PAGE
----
Vitamins, mineral salts and antioxidants, anti-inflammatory and diuretic action, useful against stones, protects the heart by lowering blood pressure and the risk of type 2 diabetes, helps control weight and reduces the waistline.
The pear is the fruit of the Pyrus trees of the Rosaceae family, one of the oldest plants cultivated by humans. The pear is delicious and versatile, it can be taken both as fresh fruit and in the form of candied fruit, jams or juices. But the strength of the pear is that it is also a powerful source of health! Let's see its properties, proven by scientific studies.
The pear is rich in fiber, therefore useful for the proper functioning of the intestine. But a healthy intestine does not only determine good digestion, the whole body benefits from it with positive effects on the immune system, mood and body weight. The pear then provides vitamins, such as C, especially concentrated in its peel, vitamins of group B, K, and in small quantities also A, and mineral salts, such as potassium, calcium, magnesium, phosphorus, zinc, selenium (USDA database). In addition to this, the pear also provides antioxidants, useful to counteract the damages of free radicals, and is anti-inflammatory (Reiland et al, Nutr Today, 2015). A recent scientific research has also observed that the daily intake of two medium-sized pears reduced the blood pressure values and the measurement of the waist circumference of the participants to the study in 12 weeks with benefits for the health of the cardiovascular system (Navaei et al, Food Funct, 2019). And it does not end here, in fact, eating pears, as well as apples, is inversely proportional to the risk of developing type 2 diabetes, the typical diabetes of adulthood (Guo et al, Food Funct, 2017). Finally, pears are diuretic and a source of malic acid, a precursor of citrate, which is a substance capable of inhibiting the formation of crystals in the urinary tract. Therefore, the pear is also useful to prevent, or at least reduce, the formation of stones in those who are predisposed (Manfredini et al, Eur rev Med Pharmacol Sci, 2016).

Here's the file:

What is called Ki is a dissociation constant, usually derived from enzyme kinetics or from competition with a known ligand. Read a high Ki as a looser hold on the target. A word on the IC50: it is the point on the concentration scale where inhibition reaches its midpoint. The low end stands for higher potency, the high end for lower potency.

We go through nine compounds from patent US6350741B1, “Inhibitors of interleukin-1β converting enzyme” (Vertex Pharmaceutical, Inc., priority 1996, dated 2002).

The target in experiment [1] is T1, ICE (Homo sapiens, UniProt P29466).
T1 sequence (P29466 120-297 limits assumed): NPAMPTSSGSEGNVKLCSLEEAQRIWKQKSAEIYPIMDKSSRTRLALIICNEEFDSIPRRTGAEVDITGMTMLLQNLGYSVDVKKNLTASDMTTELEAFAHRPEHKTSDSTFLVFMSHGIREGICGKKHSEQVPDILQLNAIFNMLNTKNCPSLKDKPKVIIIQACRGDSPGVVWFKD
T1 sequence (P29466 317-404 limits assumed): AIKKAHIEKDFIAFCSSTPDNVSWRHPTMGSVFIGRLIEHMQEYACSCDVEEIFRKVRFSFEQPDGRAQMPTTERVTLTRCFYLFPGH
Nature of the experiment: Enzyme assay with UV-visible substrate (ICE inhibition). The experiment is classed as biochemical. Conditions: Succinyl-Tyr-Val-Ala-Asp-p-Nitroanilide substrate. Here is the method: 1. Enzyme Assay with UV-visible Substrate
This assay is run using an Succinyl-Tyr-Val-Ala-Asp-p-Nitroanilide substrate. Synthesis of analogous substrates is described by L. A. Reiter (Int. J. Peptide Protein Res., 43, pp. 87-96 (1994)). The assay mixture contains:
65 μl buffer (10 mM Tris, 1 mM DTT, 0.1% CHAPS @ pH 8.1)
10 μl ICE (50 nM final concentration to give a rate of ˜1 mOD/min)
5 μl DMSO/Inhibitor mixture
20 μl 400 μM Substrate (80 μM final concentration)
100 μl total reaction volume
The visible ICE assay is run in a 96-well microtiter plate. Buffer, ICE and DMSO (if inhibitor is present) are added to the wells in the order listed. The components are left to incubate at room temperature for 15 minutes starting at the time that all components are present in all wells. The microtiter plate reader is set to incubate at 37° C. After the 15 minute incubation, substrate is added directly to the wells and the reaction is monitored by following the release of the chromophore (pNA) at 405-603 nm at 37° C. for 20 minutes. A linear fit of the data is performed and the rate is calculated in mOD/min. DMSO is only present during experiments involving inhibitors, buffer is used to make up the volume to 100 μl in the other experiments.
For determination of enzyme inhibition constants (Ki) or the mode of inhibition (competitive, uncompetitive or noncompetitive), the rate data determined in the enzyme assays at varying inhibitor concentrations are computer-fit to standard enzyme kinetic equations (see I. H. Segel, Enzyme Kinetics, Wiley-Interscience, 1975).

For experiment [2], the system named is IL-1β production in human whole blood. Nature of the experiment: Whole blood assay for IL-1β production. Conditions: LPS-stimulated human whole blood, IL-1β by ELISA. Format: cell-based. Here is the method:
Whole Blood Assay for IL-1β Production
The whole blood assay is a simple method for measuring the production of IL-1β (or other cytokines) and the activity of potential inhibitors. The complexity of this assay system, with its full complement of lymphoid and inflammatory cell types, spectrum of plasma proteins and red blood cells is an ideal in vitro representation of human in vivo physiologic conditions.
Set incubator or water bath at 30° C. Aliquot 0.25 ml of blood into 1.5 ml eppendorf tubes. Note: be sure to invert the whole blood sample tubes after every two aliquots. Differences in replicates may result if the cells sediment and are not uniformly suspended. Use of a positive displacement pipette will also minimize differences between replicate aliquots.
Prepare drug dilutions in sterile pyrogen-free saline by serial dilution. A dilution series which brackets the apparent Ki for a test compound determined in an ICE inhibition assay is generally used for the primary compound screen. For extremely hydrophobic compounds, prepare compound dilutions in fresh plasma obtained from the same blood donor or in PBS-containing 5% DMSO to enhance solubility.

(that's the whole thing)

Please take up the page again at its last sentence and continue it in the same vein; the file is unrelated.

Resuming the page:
Pears, with or without peel?
Where possible, it would be good to eat the whole pear, keeping the peel. Clearly the origin of the pears in this case should be organic, not only that, the fruits have also to be well washed under running water. But why is the peel so important? Because peeling pears leads to a 25% drop in both antioxidants and ascorbic acid. As for the type of antioxidants, the peel of the pears with a coloring tending to red contains anthocyanins, antioxidant substances useful to protect the brain but also able to help prevent cardiovascular diseases, tumors, diabetes and inflammation (Yousuf et al, Crit Rev Food Sci Nutr, 2016). While the green peel contains lutein and zeaxanthin, two anti-free radical substances very important for eye health and for preventing diseases and degeneration of the retina (Bernstein et al, Prog Retin Eye Res., 2017). Therefore, pears are very healthy and interesting fruits, perfect to be eaten for breakfast in a yogurt or as a mid-morning snack, perhaps taken together with a handful of dried fruit.